The official YouTube channel of Avex Entertainment established in May this year is known as “Eibe no Asobiba (Avex Playground).” The initiative started during the Covid-19 lockdowns when the versatility of online communications started to soar, mainly as a platform for ordinary users to post and transmit videos. Then, in July, the channel launched its special project “Gasho no Asobiba (Chorus Playground).” The project collects via YouTube the videos of people singing certain themed songs, and examines them by the number of views and the reactions of the viewers on social media. After a period of about four months, including arrangement of the questionnaire and the selection process, the results were announced on Saturday, November 7, 2020.
As major competitions have been canceled left and right this year to prevent the spread of the virus, what is a music label to do? In this article we ask Hikaru Nakaminami, the second-year newly grad—and social media face of the project—who came up with the idea for the campaign and its concept of an uplifting choir, and she tells us about the resulting chemical reaction and potential of an “Avex x chorus” relationship.
from positive ideas.
As a former member of the choir club herself, it was no surprise that she came up with idea for “#gashonoasobiba.” Originally, the project was to be a way to discover new talent through YouTube, but in response to the news that so many major competitions and school club activities were being cancelled, the project took a sharp turn.
"As a result of the current pandemic, we had heard about the cancellation of various club activities, and of course on top of that the major competitions in the choir communities met the same fate. So, I began to think, 'there has got to be a way for our label to do something for the country in this situation.' Chorus is the ultimate form of music that you can enjoy comprised of only people's voices. That's why I thought we should be able to take on new challenges by looking at the situation flexibly and positively. Usually, the genre gets very little coverage in the media, so I thought it would be perfect timing to change the whole social image we have of chorus, that it's merely a bunch of people getting together and singing."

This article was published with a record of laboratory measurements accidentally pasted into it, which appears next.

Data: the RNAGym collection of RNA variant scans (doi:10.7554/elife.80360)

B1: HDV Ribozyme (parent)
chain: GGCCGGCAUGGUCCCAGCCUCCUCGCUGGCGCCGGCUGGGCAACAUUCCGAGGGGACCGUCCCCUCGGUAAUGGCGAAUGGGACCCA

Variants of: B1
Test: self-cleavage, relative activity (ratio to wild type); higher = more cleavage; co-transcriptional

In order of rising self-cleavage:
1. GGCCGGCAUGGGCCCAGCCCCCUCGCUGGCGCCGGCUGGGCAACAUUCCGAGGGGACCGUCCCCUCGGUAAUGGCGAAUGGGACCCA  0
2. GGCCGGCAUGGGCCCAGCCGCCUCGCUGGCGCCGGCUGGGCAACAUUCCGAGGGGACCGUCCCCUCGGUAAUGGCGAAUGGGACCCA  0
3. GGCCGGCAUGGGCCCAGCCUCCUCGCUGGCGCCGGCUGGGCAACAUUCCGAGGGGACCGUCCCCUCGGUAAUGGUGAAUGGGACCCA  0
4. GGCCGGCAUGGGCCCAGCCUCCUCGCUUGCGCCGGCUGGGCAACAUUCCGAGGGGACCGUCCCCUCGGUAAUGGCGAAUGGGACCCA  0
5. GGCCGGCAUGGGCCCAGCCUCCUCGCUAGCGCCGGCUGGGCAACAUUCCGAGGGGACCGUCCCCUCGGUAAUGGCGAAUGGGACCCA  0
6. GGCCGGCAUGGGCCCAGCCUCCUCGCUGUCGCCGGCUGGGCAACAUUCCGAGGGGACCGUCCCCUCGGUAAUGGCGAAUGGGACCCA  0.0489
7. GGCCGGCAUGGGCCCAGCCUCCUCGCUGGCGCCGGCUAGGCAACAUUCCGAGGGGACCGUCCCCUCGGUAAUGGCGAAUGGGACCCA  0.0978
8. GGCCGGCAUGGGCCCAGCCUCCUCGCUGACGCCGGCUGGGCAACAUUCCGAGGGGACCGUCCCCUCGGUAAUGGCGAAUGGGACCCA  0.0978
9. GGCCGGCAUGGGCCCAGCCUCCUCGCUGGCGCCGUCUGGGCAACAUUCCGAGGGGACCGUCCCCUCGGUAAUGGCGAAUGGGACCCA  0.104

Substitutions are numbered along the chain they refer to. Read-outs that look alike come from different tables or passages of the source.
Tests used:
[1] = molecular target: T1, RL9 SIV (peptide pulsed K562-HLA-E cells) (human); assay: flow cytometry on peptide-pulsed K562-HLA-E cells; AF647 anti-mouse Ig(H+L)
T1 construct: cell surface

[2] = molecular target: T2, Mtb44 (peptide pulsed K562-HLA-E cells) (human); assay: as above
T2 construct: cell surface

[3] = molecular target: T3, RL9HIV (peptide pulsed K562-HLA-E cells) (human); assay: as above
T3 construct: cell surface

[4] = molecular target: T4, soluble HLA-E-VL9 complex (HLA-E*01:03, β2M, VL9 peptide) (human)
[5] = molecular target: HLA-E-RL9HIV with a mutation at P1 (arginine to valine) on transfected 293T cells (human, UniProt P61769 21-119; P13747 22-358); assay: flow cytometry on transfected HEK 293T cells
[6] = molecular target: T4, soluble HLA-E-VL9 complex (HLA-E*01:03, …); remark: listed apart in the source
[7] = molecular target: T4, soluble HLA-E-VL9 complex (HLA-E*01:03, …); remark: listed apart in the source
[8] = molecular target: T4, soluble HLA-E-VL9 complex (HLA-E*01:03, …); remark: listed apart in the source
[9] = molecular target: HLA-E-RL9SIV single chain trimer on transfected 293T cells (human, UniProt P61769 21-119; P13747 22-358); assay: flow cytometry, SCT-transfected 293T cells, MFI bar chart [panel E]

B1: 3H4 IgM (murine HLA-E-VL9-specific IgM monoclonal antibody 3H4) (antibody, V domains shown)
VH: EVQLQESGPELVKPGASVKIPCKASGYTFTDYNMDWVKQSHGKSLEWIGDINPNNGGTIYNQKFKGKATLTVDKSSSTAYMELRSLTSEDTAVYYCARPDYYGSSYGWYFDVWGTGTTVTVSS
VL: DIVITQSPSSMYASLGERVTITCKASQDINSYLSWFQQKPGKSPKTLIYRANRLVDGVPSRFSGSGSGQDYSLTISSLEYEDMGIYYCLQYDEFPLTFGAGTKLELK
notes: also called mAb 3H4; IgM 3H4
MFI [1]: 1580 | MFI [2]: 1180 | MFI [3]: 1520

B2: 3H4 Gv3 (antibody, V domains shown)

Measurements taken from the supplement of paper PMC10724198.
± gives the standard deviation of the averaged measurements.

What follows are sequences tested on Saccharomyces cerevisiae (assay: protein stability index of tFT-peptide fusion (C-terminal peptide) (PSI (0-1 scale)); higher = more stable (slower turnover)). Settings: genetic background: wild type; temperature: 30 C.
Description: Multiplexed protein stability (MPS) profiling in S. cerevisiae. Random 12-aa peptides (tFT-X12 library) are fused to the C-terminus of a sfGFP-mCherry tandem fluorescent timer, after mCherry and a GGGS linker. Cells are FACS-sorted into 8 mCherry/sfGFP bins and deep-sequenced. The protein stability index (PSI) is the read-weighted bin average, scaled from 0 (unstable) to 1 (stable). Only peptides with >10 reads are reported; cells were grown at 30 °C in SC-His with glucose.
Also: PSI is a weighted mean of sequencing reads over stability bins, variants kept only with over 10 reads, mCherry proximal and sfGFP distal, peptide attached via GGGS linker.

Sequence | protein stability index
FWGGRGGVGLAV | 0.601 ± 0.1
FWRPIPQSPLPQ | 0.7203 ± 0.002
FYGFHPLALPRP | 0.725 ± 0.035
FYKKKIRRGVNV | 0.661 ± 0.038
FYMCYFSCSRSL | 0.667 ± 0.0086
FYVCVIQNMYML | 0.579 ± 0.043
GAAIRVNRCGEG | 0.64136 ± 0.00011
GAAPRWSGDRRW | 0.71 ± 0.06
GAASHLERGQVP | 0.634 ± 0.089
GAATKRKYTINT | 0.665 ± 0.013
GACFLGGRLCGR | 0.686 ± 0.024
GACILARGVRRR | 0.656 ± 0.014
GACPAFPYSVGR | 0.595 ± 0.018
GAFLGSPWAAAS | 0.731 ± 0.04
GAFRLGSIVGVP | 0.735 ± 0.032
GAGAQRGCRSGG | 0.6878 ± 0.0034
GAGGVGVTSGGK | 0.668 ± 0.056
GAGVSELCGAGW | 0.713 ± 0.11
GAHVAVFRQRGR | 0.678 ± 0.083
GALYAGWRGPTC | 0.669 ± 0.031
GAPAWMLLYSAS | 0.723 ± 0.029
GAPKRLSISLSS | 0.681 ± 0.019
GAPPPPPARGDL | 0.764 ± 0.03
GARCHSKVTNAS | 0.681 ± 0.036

Being the originator of the project idea, it was by no means something that Nakaminami could take lightly. Moreover, chorus was practically the exact opposite of what Avex was known for—dance music. Surprisingly enough, Nakaminami found out that there were many former choir club members in the company. The positive reaction within the company was also a major driving force in the project.
"While explaining the project to other employees, I learned that there are actually quite a few people who used to be chorus members, and I received lots of words of support, such as, 'I'm looking forward to it.' I asked a sensei in charge of the NHK competition, among others, to arrange the score for the choral piece for the project. I was lucky in that a former leader of a powerful chorus club had entered the company the same year I had, and thanks to his introduction we were able to connect with him. When selecting candidate songs for the questionare that we would ask future participants to fill out, I listened to the many opinions from fellow employees with experience in chorus. For me, it was like a school club making use of a corporation. At first there was a part of me that thought, 'is this really okay?' (laughs). But my superior just said, 'you have free reign!' There were a lot of challenges we had to address, but I was able to move ahead without worry."
Gaining hints from
anime songs and the
affinity of chorus.
The growing fun
of chorus, Avex-style
The project allowed participants to send in videos of them singing which could be turned into multi-layered mixes. In a genre where raw sound is considered the supreme listening experience, this project format showed promise of being fresh and humorous as is, but was made even more topical thanks to one more variable; un-chorus-like theme songs.
"We let the users decide which theme songs we would base our original scores on by choosing the most popular requests. In the end we went with four songs, including Hajimari no Toki by Ayaka and Adabana Necromancy by Franchouchou. We received questionnaire answers from not only chorus club members from all over the country, but from the fans of Avex artists, so we were able to grab the attention of a wide range of listeners outside of the chorus world. We especially received a lot of requests for Adabana Necromancy from fans of the anime and from people who just really liked the composition of the song. I was really surprised to see the recordings of people who had supposedly never seen each other before mixed into a completely original choir arrangement. I thought, 'what a fresh way to have fun!' There are a lot of people who would say that chorus is better heard in person, but I think the fact that this was an online program in the first place allowed people to gather, to sing the songs they wanted to sing. I think we were able to scale on that and widen horizons."
The casualness to the campaign and its selection of theme songs directly reflects Nakaminami's own experience in her choir circles as a student.